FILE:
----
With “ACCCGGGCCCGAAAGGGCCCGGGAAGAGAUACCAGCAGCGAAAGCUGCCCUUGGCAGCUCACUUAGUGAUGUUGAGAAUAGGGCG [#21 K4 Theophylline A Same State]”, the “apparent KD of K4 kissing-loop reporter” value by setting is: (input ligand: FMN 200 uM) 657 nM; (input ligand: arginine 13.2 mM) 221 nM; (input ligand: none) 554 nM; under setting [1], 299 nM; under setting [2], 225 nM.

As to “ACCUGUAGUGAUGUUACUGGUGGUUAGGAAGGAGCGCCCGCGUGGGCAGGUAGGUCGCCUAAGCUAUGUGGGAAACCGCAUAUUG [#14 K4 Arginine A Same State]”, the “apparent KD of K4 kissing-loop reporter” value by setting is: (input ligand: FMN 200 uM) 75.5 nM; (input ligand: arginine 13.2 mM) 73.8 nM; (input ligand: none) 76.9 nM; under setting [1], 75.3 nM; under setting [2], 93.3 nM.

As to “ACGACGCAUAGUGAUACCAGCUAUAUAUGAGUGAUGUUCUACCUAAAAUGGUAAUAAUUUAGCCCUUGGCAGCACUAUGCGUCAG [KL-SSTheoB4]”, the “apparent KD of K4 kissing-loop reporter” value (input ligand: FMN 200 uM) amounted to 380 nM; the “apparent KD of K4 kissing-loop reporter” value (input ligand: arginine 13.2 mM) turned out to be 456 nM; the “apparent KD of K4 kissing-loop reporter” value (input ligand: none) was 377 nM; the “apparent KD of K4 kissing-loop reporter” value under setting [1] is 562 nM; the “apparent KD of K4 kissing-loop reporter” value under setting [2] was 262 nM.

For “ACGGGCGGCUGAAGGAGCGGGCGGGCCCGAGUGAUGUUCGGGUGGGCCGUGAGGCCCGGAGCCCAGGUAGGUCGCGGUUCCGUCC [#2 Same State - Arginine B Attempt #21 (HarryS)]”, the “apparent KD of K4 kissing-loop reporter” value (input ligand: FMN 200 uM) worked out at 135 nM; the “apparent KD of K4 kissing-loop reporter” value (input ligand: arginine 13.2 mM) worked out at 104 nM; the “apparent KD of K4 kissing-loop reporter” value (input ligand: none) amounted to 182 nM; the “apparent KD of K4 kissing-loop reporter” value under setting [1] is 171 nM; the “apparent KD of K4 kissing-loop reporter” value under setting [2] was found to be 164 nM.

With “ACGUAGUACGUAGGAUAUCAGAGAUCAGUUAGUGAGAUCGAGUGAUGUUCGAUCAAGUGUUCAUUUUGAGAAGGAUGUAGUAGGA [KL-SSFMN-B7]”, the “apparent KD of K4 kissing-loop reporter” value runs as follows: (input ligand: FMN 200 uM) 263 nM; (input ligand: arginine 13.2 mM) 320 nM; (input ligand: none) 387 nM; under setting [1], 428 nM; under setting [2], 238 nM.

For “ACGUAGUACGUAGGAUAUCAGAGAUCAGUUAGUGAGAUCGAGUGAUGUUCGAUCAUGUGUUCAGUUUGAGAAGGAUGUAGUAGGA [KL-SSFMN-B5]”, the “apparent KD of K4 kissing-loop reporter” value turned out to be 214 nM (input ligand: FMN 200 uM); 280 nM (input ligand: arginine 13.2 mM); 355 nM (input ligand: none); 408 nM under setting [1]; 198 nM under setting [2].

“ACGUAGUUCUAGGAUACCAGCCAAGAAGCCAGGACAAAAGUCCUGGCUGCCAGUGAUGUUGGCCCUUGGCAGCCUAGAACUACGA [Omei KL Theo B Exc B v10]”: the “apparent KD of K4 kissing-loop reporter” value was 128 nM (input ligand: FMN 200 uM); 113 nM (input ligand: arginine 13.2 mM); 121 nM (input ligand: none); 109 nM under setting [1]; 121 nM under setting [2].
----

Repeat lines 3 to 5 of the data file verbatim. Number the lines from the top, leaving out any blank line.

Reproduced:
As to “ACGACGCAUAGUGAUACCAGCUAUAUAUGAGUGAUGUUCUACCUAAAAUGGUAAUAAUUUAGCCCUUGGCAGCACUAUGCGUCAG [KL-SSTheoB4]”, the “apparent KD of K4 kissing-loop reporter” value (input ligand: FMN 200 uM) amounted to 380 nM; the “apparent KD of K4 kissing-loop reporter” value (input ligand: arginine 13.2 mM) turned out to be 456 nM; the “apparent KD of K4 kissing-loop reporter” value (input ligand: none) was 377 nM; the “apparent KD of K4 kissing-loop reporter” value under setting [1] is 562 nM; the “apparent KD of K4 kissing-loop reporter” value under setting [2] was 262 nM.

For “ACGGGCGGCUGAAGGAGCGGGCGGGCCCGAGUGAUGUUCGGGUGGGCCGUGAGGCCCGGAGCCCAGGUAGGUCGCGGUUCCGUCC [#2 Same State - Arginine B Attempt #21 (HarryS)]”, the “apparent KD of K4 kissing-loop reporter” value (input ligand: FMN 200 uM) worked out at 135 nM; the “apparent KD of K4 kissing-loop reporter” value (input ligand: arginine 13.2 mM) worked out at 104 nM; the “apparent KD of K4 kissing-loop reporter” value (input ligand: none) amounted to 182 nM; the “apparent KD of K4 kissing-loop reporter” value under setting [1] is 171 nM; the “apparent KD of K4 kissing-loop reporter” value under setting [2] was found to be 164 nM.

With “ACGUAGUACGUAGGAUAUCAGAGAUCAGUUAGUGAGAUCGAGUGAUGUUCGAUCAAGUGUUCAUUUUGAGAAGGAUGUAGUAGGA [KL-SSFMN-B7]”, the “apparent KD of K4 kissing-loop reporter” value runs as follows: (input ligand: FMN 200 uM) 263 nM; (input ligand: arginine 13.2 mM) 320 nM; (input ligand: none) 387 nM; under setting [1], 428 nM; under setting [2], 238 nM.